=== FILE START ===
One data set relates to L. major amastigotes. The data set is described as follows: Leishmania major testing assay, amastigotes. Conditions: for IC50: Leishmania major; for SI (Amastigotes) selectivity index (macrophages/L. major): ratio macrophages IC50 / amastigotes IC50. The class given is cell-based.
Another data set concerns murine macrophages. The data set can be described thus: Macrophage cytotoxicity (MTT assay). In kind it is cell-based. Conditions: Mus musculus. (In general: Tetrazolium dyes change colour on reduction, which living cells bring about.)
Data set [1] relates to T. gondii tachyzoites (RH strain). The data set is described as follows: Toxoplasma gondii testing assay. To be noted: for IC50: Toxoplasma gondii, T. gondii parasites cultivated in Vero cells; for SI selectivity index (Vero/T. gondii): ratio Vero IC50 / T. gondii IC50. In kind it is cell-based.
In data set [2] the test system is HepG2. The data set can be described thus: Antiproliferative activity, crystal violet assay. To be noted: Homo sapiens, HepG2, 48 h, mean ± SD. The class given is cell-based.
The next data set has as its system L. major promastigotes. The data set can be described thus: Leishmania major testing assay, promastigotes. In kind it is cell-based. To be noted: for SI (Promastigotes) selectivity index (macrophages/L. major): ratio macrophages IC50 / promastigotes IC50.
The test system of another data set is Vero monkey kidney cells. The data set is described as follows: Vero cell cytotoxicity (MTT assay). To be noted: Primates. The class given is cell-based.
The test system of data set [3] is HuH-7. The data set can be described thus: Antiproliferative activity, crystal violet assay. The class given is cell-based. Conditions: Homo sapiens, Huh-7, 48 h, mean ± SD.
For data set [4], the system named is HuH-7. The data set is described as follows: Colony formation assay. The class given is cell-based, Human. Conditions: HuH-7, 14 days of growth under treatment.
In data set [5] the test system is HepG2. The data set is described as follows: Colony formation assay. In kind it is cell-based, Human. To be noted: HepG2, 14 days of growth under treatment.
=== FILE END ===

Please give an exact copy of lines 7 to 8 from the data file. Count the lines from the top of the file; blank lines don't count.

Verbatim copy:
The test system of data set [3] is HuH-7. The data set can be described thus: Antiproliferative activity, crystal violet assay. The class given is cell-based. Conditions: Homo sapiens, Huh-7, 48 h, mean ± SD.
For data set [4], the system named is HuH-7. The data set is described as follows: Colony formation assay. The class given is cell-based, Human. Conditions: HuH-7, 14 days of growth under treatment.